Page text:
The Moral Of The Story . . .
Meet Phineas Gage... Or how flickr changed our life,
originally uploaded by photo_history.
Phineas P. Gage 1823-1860Sixth plate (2 3/4" x 3 1/4" or 7 x 8 cm) cased daguerreotype
Collection of Jack and Beverly Wilgus.
Image has been laterally reversed to show features
correctly as daguerreotypes are mirror images.
(Photograph of daguerreotype by Jack Wilgus)
This is a fantastic fascinating story of an image, a mystery, knowledge, research and the connections that are possible in the age of the internet.
The daguerreotype above belongs to photo collectors Jack and Beverly Wilgus. They acquired this unusual daguerreotype over thirty years ago and have always wondered, who is this man and what is his story.
Enter the fabulous Flickr. Under the username photo_history they began posting images from their collections. The photograph above was titled “Daguerreotype - One Eyed Man with Harpoon” and was posted in December 2007. The Wilguses were about to receive an amazing connection.
Members of the Whaling group discussed the rod he is holding and determined it was not likely a harpoon. Having seen several harpoons myself, I live in a part of the country where whaling still occurs, I would have to agree. This does not look like a harpoon. So, just what is it?
In December 2008, a Flickr member named Michael Spurlock, a self-described history buff, posted this comment “maybe you found a photo of Phineas Gage? If so, it would be the only one known.” Who is Phineas Gage? Why, one of history's most interesting mysteries.
"On September 13, 1848 Gage was a 25 year old foreman of a blasting crew preparing a railroad bed outside Cavendish, Vermont. He used his 3 foot 7 inches, 13 1/4 pound iron rod to tamp gunpowder and sand into a hole in the rock. On this day something went horribly wrong. The rod striking the stone caused a spark and the resulting explosion sent the rod flying up and through his left cheek and out the top of his head. To the amazement of everyone he was not killed and lived for more than eleven years. "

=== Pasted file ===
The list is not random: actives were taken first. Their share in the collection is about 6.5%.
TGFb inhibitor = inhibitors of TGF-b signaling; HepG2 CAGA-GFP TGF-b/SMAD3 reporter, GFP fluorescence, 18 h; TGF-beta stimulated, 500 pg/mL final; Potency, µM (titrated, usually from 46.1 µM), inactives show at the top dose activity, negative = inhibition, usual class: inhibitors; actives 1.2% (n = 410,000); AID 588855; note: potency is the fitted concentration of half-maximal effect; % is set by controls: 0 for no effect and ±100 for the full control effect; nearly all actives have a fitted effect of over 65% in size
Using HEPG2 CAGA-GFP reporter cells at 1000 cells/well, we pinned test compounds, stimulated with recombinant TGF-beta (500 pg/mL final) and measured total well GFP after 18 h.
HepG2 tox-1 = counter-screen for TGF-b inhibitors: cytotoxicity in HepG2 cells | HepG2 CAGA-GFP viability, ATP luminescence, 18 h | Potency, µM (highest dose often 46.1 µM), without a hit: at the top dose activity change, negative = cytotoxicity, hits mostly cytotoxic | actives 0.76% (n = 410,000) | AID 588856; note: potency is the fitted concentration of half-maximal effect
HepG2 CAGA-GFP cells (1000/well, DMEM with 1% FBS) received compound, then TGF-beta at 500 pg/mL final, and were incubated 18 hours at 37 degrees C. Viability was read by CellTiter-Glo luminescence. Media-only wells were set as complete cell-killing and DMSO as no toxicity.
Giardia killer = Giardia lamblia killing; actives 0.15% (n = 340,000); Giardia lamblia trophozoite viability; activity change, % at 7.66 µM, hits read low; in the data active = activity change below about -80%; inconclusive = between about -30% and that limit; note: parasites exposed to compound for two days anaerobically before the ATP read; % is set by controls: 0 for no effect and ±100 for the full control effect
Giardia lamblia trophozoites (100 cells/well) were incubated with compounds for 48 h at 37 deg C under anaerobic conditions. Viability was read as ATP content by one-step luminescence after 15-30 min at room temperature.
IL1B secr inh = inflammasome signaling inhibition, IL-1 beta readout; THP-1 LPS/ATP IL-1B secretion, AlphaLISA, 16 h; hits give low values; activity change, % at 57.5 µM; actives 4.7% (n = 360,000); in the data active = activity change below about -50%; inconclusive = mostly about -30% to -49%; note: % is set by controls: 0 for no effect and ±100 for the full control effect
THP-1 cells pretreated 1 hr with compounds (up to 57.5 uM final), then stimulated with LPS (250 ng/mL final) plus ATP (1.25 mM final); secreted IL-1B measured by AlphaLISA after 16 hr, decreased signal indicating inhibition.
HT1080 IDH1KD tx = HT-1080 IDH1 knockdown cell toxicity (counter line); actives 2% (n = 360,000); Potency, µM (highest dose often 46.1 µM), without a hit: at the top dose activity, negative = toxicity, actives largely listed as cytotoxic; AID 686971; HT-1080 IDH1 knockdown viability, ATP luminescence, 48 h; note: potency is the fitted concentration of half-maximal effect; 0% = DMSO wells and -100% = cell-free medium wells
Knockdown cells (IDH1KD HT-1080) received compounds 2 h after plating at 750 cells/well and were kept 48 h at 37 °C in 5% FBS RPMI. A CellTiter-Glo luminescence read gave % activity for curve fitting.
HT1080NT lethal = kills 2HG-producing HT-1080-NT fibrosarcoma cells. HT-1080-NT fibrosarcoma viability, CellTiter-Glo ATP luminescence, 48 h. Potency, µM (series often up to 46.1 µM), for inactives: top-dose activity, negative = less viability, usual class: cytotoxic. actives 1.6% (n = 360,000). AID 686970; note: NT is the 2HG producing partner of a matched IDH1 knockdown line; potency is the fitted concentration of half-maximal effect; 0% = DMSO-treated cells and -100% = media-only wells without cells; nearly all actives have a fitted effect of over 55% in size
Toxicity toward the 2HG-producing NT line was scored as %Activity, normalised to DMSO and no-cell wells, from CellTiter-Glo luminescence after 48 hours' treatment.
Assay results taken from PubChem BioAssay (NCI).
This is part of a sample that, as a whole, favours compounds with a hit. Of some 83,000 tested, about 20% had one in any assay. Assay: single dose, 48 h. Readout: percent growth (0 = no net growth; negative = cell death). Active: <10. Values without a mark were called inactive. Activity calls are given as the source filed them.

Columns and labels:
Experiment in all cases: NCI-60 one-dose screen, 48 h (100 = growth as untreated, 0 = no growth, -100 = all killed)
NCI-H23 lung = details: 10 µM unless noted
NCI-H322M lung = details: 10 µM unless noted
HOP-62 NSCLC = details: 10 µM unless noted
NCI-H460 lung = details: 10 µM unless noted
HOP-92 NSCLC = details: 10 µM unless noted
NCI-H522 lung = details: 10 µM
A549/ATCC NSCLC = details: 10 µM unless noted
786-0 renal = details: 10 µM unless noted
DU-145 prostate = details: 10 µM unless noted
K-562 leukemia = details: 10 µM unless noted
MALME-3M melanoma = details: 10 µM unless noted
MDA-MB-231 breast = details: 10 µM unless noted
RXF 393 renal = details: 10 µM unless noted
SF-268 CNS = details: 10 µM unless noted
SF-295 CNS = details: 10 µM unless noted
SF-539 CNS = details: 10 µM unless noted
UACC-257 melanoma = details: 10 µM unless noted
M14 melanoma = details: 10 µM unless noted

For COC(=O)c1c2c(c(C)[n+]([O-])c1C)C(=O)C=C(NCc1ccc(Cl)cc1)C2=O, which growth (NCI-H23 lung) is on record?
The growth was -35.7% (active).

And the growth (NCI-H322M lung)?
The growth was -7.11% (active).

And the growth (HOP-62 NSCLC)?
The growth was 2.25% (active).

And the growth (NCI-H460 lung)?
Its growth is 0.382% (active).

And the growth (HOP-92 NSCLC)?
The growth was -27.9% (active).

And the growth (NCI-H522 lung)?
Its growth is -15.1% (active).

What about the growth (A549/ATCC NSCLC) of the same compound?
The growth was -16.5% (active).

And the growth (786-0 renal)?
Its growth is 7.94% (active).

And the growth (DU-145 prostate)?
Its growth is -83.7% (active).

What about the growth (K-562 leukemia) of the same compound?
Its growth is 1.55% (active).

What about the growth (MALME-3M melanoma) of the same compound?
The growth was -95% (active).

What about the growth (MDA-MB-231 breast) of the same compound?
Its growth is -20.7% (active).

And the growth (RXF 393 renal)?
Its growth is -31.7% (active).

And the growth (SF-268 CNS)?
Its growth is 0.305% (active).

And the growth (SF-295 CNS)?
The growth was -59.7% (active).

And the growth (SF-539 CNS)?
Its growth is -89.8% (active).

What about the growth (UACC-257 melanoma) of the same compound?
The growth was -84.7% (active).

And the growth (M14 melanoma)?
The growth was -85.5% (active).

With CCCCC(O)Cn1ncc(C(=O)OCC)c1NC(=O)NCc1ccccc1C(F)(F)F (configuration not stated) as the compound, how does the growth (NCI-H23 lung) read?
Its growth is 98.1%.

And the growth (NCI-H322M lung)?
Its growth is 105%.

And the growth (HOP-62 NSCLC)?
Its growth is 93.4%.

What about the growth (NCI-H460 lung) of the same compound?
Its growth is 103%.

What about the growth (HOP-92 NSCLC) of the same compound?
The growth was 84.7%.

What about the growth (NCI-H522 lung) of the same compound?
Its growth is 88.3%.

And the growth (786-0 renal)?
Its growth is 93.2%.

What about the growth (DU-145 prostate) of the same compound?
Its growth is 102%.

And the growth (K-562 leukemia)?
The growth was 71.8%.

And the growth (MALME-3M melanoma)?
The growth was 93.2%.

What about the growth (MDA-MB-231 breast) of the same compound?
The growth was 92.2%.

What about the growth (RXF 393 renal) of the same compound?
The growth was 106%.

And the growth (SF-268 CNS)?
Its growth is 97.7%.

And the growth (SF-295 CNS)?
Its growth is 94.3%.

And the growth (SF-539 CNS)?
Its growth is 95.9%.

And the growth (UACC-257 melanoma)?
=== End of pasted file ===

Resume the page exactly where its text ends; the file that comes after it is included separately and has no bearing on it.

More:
Was this daguerreotype the only known photograph of Phineas Gage? The Wilguses read, researched, made road trips, and contacts following Gage through history. They traveled to the Warren Anatomical Museum at the Harvard Medical School in Boston to see Gage’s life mask, skull, and tamping iron.
They went to Cavendish, Vermont, where Gage met with his fateful accident. They corresponded and collaborated with the world’s leading authority on Gage. Yes, after all the work, it is believed this is the only known image of Phineas Gage. Amazing!
An article written by the Wilguses will be published in the Journal of the History of the Neurosciences in August and they have created the web site Meet Phineas Gage. There is More About Gage in an article by Malcolm Macmillan, the leading authority on Gage, that makes for fascinating reading.
Here is a comment left by Michael Spurlock on the ArchivesNext Site where I first learned of the story:
"As great as it is that the internet is making new historical discoveries like this possible, what would be even better is if this discovery leads to even more being learned about Phineas.
He’s such an enigmatic character. Knowing what he looked like just adds to the questions. I mean, I knew in my gut that it was him, but the image didn’t fit the traditional account of his life. Here’s hoping they can find out more about the image’s origins."
The moral of the story? Share your images, share your knowledge; you never know when or where you may make a connection.
Phineas Gage. Unknown. Daguerreotype. Anonymous. Privately held by Jack and Beverly Wilgus. (Accessed Fllickr 2009.)
Jack and Beverly Wilgus, "Meet Phineas Gage - Home," Meet Phineas Gage,